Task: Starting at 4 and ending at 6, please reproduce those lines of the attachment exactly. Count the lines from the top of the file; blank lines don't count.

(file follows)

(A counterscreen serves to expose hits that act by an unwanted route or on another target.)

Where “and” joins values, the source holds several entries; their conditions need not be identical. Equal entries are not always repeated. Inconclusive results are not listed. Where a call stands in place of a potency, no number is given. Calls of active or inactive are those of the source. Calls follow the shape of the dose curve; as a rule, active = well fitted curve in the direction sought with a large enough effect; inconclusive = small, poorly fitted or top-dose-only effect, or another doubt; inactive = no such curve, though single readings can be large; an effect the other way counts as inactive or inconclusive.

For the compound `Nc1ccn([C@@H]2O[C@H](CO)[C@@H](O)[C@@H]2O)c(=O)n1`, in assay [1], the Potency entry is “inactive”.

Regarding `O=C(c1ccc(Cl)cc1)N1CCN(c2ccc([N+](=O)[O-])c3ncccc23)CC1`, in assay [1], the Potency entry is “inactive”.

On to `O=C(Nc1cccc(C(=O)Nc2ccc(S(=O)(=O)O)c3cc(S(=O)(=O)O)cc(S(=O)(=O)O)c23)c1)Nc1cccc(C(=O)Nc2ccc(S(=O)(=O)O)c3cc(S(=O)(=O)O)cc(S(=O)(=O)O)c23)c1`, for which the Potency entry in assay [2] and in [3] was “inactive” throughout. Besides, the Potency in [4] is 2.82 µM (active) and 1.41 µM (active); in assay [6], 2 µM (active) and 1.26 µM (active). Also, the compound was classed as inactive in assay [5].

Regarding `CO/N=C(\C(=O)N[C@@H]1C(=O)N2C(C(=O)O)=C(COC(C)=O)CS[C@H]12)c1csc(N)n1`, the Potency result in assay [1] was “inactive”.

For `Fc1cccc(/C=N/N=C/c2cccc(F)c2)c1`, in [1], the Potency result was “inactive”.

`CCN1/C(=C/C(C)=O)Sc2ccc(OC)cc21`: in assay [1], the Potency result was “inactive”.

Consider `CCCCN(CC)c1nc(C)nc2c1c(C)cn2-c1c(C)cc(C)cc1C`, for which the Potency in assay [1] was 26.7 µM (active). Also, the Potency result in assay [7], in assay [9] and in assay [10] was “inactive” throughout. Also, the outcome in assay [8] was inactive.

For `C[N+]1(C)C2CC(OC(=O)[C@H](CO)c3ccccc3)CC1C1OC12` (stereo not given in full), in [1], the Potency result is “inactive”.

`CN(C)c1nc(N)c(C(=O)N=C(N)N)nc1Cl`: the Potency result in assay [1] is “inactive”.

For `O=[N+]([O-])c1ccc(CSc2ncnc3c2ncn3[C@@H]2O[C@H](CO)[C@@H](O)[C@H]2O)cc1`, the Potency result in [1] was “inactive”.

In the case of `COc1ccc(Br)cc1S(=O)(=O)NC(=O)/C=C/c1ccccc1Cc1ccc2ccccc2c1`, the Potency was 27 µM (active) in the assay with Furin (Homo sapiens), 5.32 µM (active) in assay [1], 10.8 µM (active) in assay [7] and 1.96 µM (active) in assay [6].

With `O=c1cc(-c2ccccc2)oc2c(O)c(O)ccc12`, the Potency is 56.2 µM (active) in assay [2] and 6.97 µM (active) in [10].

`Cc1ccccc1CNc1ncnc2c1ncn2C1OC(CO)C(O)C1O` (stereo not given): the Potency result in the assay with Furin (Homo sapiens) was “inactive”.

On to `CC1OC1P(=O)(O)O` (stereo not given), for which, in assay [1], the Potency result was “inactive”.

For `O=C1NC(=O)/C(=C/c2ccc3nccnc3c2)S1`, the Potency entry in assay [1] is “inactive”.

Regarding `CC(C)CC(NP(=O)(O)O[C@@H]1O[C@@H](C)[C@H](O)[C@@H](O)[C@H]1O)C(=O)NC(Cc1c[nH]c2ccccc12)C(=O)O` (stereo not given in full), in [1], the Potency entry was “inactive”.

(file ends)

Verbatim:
Regarding `O=C(c1ccc(Cl)cc1)N1CCN(c2ccc([N+](=O)[O-])c3ncccc23)CC1`, in assay [1], the Potency entry is “inactive”.

On to `O=C(Nc1cccc(C(=O)Nc2ccc(S(=O)(=O)O)c3cc(S(=O)(=O)O)cc(S(=O)(=O)O)c23)c1)Nc1cccc(C(=O)Nc2ccc(S(=O)(=O)O)c3cc(S(=O)(=O)O)cc(S(=O)(=O)O)c23)c1`, for which the Potency entry in assay [2] and in [3] was “inactive” throughout. Besides, the Potency in [4] is 2.82 µM (active) and 1.41 µM (active); in assay [6], 2 µM (active) and 1.26 µM (active). Also, the compound was classed as inactive in assay [5].

Regarding `CO/N=C(\C(=O)N[C@@H]1C(=O)N2C(C(=O)O)=C(COC(C)=O)CS[C@H]12)c1csc(N)n1`, the Potency result in assay [1] was “inactive”.